When you use a dial caliper for critical measurements, you need to 'zero' it. This means closing the caliper and confirming that the needle is perfectly aligned with the 0 on the dial. If it is not, you need to open the caliper and wipe each of the jaws to ensure that nothing is between the jaws preventing them from closing completely. If it doesn't return to '0' properly after cleaning, you can turn the dial to align the dial to the needle. On the caliper above, there are two knurled knobs/screws (one on top and one on bottom). The one on top locks it to prevent the sliding jaw from moving on the beam/bar. The one on bottom locks the dial/bezel to prevent it from turning after calibration. If/when you need to zero the caliper, you will need to loosen the bottom knob slightly so that the bezel will turn freely. You will tighten it again after calibration, double-checking to confirm that nothing has moved when you tightened the screw.

Below, you can see the face of the dial caliper. If you're viewing this site in the order of the directory, you already know how to read these. It was covered on the Basic Metalworking page.

Dial calipers are also available that read in mm. For most dial calipers, the smallest increments on the dial are 0.001". Here, they are 0.02mm.

This is a 'digital' caliper. Mitutoyo is also a professional quality brand. This caliper has a digital display instead of a dial but the function is generally the same. Although I still prefer to work with dial calipers, this one has a few nice features. It allows you to switch between metric and imperial readings. It also allows you to 'zero' it at any point. If you had two items and you needed to know the difference in the two, you could measure one, zero the caliper then measure the other. One advantage of dial calipers over these is that... the batteries will never die on a dial caliper. If you have a digital caliper, be sure to turn it off (not all have an auto-off feature) and make sure that you have spare batteries. In some instances, the on/off buttons can be depressed by the foam packing and switch it on in its case. For those calipers, you will need to remove the batteries when the caliper is stored.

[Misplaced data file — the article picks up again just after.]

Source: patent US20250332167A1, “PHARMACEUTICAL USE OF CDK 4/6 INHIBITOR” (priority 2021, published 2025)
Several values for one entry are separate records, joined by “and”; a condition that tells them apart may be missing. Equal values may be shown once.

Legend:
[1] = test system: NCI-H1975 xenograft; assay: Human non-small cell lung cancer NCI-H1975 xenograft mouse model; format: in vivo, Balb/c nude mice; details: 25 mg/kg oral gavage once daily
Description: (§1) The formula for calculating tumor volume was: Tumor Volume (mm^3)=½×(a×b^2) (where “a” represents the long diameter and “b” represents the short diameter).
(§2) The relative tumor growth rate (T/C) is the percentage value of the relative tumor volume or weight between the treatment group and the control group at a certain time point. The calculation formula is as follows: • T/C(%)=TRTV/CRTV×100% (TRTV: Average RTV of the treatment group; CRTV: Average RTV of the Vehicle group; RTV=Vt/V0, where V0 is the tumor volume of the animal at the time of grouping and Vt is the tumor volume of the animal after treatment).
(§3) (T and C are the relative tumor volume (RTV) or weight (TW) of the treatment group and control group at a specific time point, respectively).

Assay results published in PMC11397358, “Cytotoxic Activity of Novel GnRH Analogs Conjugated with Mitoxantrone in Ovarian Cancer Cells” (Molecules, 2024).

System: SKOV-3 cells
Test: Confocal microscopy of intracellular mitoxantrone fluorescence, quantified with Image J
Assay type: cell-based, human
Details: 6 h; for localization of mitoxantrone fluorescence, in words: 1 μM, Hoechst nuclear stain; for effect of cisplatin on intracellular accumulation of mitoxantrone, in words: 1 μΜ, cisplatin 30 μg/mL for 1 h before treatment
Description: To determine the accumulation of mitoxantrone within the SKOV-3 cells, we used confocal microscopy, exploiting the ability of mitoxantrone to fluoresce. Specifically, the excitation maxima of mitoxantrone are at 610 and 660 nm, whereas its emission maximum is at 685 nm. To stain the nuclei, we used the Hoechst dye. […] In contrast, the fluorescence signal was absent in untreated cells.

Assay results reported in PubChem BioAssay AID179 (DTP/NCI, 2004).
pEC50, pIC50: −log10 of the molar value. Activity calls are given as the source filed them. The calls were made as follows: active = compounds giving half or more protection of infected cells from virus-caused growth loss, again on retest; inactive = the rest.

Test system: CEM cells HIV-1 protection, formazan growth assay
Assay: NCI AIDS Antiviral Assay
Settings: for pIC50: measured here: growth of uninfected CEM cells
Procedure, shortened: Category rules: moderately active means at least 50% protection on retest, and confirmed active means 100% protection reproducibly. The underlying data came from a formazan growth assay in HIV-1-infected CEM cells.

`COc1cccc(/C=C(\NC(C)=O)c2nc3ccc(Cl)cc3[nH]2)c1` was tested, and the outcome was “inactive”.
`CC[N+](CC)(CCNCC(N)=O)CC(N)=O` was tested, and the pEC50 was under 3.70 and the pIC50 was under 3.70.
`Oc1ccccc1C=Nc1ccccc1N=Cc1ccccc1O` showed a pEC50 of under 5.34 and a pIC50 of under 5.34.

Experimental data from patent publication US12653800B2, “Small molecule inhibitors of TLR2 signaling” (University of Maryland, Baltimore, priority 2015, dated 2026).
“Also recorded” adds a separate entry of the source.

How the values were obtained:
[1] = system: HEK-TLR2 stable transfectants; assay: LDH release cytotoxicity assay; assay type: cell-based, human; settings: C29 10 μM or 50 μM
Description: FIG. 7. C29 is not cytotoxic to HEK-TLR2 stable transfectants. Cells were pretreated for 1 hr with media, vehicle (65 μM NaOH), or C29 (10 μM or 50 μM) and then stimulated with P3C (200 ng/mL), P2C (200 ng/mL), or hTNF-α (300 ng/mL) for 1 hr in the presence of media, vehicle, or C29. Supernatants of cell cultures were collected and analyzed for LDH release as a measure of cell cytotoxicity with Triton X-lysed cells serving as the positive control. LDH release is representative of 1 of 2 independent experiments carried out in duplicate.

Dial Indicators:
To this point, most of the devices above were used to take absolute measurements (referenced to the lowest reading on the device). Dial indicators are a bit different. They are generally used to compare one point to another. As an example, a dial caliper is set up on the spindle of a drill press below (don't laugh at my drill press... it's paid for). You set the indicator against a point and then either move the indicator or the component that it's touching. For the drill press setup, the shaft is turned to determine if it's bent and if so, how badly. Virtually nothing is perfect so virtually everything will cause the indicator to move in and out. You look at the dial and see how far the needle moves from the lowest to the highest. You can zero it of you'd like (by turning the dial) but that's not necessary.

Above, you can see that the dial indicator is mounted with bars and clamps which are held down with a magnetic clamp. The jig must be fairly rigid so that the indicator doesn't move when the component being tested pushes back on the indicators contact point and spring-loaded rack. The image below shows how it makes contact on the spindle of the drill press. You must be careful when performing tests like this. When I initially set it up to take the photos, I had it set in the outside collar of the chuck. The friend that loaned me this setup told me that that wasn't the right place to set it and it should be on the rigid part of the chuck.

The dial indicator above works by having it's rack moved in and out. There is another type as well. The one below is a lever type dial indicator. On this one, moving the tip of the lever moves the needle. This is a 'last word' dial indicator (made by Starrett). There are at least two versions of the last word indicators. This one has 1/1,000" increments on the dial. The other has 1/10,000 increments.

The next image shows a standard dial indicator with an adapter that allows the dial indicator to be used to check internal bores or to allow you to get the probe on a shaft or coupling where you can't get the dial indicator on it directly.

The following shows one application for a dial indicator. This dial indicator has a base that's designed to fit tightly in the slots in a table saw. You use the dial indicator to confirm that the fence is perfectly in line with the slots in the table. If they are not, they cans cause accuracy problems or can can cause the blade to bind on the material being cut. You set the dial indicator on one end of the fence and zero it. Then you move it to the other end and see how much difference there is in the two readings. You want the fence either parallel to the slots or to slightly open up (about 5 thousandths of an inch away from the slot on the far end of the fence).